This semester, I am TAing (teaching assistant-ing) a more interactive introduction to biology lab. While doing shorter, well-planned labs each week, we are also creating, planning, executing, and analysising our own semester long project. As TA, I am in charge of making sure things do not go terribly awry. Anyway, these week, I have been working on writing an assessment for the students over the introduction material and their ability to problem solve. I had never thought about how difficult it is to create a challenging and well-written test. As it turns out, it is quite difficult. All this thinking about the best way to test the students lead me to find and read an interesting new article about the best way to learn. Check it out in this week’s Science, “Retrieval practice produces more learning than elaborative studying with concept mapping.” Here is the scope:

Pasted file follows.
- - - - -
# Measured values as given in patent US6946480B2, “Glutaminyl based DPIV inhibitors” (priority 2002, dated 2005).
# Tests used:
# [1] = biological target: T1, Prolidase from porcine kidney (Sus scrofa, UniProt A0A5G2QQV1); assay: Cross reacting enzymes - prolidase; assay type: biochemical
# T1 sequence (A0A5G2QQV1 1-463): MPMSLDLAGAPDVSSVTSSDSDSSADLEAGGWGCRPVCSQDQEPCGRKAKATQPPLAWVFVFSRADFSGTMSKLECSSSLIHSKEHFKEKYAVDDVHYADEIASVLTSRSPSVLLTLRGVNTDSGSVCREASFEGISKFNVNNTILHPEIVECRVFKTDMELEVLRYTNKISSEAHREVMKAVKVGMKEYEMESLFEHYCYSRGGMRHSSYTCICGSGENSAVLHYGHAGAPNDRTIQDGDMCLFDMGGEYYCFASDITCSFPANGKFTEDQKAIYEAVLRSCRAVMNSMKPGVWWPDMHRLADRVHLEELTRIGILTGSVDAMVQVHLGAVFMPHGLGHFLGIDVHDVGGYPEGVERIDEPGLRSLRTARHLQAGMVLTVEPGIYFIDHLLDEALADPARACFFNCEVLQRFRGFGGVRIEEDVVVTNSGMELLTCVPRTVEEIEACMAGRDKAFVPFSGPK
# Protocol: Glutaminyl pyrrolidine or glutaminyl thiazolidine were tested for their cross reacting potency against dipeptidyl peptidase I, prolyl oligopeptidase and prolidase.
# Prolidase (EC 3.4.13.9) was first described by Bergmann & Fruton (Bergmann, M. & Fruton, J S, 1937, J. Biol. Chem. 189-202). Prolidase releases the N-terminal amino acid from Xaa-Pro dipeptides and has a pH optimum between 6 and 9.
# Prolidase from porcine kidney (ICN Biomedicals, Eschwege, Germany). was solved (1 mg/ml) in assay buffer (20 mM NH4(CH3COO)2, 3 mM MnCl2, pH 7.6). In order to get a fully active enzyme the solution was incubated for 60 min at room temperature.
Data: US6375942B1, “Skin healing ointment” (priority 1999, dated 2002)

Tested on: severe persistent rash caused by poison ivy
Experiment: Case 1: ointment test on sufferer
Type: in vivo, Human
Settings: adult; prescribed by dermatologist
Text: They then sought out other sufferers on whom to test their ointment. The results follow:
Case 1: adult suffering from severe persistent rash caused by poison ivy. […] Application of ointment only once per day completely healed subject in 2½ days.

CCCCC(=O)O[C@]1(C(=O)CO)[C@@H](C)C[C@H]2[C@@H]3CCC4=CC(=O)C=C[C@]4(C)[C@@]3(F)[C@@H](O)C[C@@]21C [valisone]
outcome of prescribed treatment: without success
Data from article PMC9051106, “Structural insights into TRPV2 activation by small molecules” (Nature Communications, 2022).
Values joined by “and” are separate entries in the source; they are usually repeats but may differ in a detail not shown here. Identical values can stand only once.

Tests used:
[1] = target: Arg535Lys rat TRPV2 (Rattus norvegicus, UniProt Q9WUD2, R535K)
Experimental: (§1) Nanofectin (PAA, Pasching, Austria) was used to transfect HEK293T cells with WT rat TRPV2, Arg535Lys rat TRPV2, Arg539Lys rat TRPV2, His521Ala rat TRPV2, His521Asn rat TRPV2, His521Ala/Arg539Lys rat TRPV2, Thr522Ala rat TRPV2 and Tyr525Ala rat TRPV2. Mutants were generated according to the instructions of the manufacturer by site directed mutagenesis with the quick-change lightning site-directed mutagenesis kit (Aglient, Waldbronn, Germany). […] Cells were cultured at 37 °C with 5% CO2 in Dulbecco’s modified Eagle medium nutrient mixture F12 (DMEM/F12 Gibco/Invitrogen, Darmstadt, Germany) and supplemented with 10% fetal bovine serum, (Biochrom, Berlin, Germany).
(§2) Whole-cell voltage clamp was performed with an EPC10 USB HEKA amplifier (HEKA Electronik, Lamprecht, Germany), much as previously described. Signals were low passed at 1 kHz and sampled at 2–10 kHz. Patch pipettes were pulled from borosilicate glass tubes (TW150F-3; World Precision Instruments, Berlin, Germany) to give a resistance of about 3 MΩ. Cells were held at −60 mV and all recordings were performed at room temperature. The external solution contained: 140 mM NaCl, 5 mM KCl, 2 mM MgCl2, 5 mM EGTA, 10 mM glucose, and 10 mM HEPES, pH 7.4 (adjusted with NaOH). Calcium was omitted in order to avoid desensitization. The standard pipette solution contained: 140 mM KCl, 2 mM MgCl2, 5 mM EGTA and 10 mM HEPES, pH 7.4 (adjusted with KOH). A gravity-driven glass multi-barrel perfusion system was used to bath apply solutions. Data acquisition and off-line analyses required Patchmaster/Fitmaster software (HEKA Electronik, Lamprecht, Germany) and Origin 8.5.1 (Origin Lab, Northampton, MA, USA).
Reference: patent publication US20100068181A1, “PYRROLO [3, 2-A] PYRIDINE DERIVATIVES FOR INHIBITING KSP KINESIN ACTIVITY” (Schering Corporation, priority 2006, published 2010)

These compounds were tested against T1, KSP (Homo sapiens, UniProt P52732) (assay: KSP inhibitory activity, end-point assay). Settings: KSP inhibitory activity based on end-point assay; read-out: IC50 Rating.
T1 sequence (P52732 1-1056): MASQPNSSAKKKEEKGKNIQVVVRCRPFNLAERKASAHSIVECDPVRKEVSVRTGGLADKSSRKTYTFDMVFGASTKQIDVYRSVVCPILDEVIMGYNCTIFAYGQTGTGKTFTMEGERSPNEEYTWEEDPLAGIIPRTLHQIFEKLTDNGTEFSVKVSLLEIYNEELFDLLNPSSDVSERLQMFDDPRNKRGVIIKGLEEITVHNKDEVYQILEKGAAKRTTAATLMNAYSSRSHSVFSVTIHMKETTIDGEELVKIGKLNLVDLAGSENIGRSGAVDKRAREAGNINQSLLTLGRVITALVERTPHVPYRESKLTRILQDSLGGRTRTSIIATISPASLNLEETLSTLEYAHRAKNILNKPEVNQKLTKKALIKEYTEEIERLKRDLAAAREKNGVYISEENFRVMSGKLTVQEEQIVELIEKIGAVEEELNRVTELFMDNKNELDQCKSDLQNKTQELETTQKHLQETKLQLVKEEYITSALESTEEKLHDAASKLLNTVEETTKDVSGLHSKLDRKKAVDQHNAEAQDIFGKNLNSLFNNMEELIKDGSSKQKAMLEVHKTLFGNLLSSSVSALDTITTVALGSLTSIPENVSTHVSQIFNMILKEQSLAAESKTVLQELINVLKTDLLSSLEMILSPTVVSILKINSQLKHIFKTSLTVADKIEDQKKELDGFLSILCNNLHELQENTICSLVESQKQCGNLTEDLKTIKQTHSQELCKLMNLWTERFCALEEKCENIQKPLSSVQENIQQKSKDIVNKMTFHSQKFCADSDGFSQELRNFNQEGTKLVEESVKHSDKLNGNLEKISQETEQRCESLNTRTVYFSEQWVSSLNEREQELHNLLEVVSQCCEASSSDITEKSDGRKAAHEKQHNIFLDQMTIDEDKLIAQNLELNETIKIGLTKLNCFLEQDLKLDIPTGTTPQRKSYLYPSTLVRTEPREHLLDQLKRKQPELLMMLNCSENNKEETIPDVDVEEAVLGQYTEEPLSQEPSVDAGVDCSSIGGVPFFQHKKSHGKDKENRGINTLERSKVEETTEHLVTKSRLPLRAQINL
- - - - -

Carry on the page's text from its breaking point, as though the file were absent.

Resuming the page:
The researchers took 200 college students and split them into 4 groups. The first group just read the article for 5 minutes. The second group read the passage in four consecutive five-minute sessions. The third created a ”concept map” where they used bubble and lines to connect main ideas and details of the passage. The final group took a “retrieval practice test” after reading the passage. A week later all the students took a short answer test about the passage. The students in group four, who took the “retrieval practice test” scored much higher than any other group on the short answer test. I am sure you saw that coming based on the title of the paper. It is still unknown why the retrieval was so beneficial. Something to keep in mind when you want someone to really learn something or if you are still a student, when you really want to learn something.